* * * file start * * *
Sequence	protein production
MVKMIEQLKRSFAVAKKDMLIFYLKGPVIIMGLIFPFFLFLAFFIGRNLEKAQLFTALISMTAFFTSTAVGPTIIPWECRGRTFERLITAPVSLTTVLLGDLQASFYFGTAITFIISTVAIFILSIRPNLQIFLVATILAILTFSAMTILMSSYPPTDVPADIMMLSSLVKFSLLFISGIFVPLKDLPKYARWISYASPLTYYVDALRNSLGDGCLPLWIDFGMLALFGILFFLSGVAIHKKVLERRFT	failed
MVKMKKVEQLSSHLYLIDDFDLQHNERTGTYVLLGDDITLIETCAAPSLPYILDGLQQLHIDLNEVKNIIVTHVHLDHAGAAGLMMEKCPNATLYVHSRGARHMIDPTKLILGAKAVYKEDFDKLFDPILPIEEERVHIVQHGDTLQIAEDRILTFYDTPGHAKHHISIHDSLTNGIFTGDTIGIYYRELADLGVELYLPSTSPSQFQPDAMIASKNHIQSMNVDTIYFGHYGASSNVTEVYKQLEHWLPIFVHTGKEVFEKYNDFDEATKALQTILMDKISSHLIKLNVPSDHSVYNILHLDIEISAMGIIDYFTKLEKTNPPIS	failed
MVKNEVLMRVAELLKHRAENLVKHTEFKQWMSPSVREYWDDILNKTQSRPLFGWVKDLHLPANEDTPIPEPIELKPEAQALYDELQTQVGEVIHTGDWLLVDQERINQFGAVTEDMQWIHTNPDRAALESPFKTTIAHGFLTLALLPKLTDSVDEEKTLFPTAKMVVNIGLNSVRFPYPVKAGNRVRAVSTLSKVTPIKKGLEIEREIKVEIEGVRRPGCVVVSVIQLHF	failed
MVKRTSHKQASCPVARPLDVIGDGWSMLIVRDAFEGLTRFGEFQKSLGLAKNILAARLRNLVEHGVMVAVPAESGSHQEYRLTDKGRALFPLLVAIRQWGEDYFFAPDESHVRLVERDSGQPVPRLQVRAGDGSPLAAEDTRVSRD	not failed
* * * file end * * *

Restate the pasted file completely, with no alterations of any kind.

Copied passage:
Sequence	protein production
MVKMIEQLKRSFAVAKKDMLIFYLKGPVIIMGLIFPFFLFLAFFIGRNLEKAQLFTALISMTAFFTSTAVGPTIIPWECRGRTFERLITAPVSLTTVLLGDLQASFYFGTAITFIISTVAIFILSIRPNLQIFLVATILAILTFSAMTILMSSYPPTDVPADIMMLSSLVKFSLLFISGIFVPLKDLPKYARWISYASPLTYYVDALRNSLGDGCLPLWIDFGMLALFGILFFLSGVAIHKKVLERRFT	failed
MVKMKKVEQLSSHLYLIDDFDLQHNERTGTYVLLGDDITLIETCAAPSLPYILDGLQQLHIDLNEVKNIIVTHVHLDHAGAAGLMMEKCPNATLYVHSRGARHMIDPTKLILGAKAVYKEDFDKLFDPILPIEEERVHIVQHGDTLQIAEDRILTFYDTPGHAKHHISIHDSLTNGIFTGDTIGIYYRELADLGVELYLPSTSPSQFQPDAMIASKNHIQSMNVDTIYFGHYGASSNVTEVYKQLEHWLPIFVHTGKEVFEKYNDFDEATKALQTILMDKISSHLIKLNVPSDHSVYNILHLDIEISAMGIIDYFTKLEKTNPPIS	failed
MVKNEVLMRVAELLKHRAENLVKHTEFKQWMSPSVREYWDDILNKTQSRPLFGWVKDLHLPANEDTPIPEPIELKPEAQALYDELQTQVGEVIHTGDWLLVDQERINQFGAVTEDMQWIHTNPDRAALESPFKTTIAHGFLTLALLPKLTDSVDEEKTLFPTAKMVVNIGLNSVRFPYPVKAGNRVRAVSTLSKVTPIKKGLEIEREIKVEIEGVRRPGCVVVSVIQLHF	failed
MVKRTSHKQASCPVARPLDVIGDGWSMLIVRDAFEGLTRFGEFQKSLGLAKNILAARLRNLVEHGVMVAVPAESGSHQEYRLTDKGRALFPLLVAIRQWGEDYFFAPDESHVRLVERDSGQPVPRLQVRAGDGSPLAAEDTRVSRD	not failed